‘Smart bomb’ is launched to attack cancer
SCIENTISTS have successfully tested a capillary “smart bomb” that simultaneously attacks cancer and boosts the immune system.
The tiny hollow spheres become trapped in leaky tumour blood vessels, where they unleash an anti-cancer drug. At the same time the spheres, called “nanolipogels” (NLGs), release a protein that rallies the body’s own defences.
Researchers tested the spheres in mice on melanoma skin cancer that had spread to the lungs. Tumour growth was significantly delayed and the survival of the mice increased.
The new technology overcomes a problem with cancer treatment that has been difficult to tackle using conventional therapies.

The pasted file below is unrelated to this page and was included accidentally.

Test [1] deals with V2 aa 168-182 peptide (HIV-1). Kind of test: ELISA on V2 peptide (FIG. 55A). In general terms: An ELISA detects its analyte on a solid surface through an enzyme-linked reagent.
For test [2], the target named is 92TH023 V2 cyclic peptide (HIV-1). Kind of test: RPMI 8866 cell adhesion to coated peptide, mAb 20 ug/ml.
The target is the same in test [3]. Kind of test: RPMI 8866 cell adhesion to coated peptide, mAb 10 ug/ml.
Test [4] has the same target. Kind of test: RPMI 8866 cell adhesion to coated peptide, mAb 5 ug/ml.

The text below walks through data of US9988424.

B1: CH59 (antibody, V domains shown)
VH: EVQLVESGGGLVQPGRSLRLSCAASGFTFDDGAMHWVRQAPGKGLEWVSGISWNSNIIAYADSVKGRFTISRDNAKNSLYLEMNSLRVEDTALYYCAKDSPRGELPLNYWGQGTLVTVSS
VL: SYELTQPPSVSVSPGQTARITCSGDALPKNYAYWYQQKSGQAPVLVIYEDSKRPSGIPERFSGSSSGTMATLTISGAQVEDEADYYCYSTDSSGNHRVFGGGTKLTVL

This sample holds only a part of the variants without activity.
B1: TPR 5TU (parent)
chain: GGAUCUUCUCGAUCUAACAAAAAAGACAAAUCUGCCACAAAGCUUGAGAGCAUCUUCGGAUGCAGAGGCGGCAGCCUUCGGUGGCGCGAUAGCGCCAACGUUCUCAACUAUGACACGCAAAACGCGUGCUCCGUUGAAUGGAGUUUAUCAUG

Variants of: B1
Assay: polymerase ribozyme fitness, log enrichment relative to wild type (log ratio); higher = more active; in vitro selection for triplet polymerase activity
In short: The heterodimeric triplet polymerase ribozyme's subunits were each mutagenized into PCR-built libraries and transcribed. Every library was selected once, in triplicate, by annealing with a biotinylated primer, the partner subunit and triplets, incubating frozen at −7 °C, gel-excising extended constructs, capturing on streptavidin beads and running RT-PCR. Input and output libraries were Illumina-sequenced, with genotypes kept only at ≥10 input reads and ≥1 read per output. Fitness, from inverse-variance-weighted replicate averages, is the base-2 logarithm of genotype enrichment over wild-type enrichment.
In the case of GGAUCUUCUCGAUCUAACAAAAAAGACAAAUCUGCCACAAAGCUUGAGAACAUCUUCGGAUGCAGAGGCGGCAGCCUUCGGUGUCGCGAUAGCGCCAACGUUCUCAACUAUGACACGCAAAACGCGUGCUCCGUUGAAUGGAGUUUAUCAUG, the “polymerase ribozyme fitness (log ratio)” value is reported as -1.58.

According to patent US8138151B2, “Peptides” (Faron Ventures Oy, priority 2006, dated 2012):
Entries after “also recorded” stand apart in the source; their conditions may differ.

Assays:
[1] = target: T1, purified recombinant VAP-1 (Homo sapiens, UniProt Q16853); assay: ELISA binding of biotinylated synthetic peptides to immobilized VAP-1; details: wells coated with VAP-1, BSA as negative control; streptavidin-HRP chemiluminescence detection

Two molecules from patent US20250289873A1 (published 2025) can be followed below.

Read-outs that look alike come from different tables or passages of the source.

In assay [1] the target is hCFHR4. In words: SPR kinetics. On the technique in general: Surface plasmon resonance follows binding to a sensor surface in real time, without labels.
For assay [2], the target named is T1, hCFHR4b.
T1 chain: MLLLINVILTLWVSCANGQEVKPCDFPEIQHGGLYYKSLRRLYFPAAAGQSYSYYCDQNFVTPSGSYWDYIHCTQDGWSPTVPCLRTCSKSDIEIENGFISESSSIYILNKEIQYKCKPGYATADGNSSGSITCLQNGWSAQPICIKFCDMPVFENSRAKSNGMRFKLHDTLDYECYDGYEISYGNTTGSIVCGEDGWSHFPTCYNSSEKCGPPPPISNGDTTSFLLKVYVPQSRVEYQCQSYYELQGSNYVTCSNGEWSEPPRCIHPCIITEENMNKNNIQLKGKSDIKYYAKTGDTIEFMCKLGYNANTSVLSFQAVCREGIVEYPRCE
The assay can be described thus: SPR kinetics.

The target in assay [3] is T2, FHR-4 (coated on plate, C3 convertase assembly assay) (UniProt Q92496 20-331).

Cancer tumours are known to secrete chemicals that confuse the immune system. But attempts to boost patient immunity while at the same time neutralising the cancer’s chemical arsenal rarely work.
The NLGs, described in the journal Nature Materials, package together two completely different kinds of molecule. One is designed to overcome a potent cancer defence weapon called “TGF-beta”, which stunts the local immune system. The other, an interleukin signalling molecule, boosts immune system activity.
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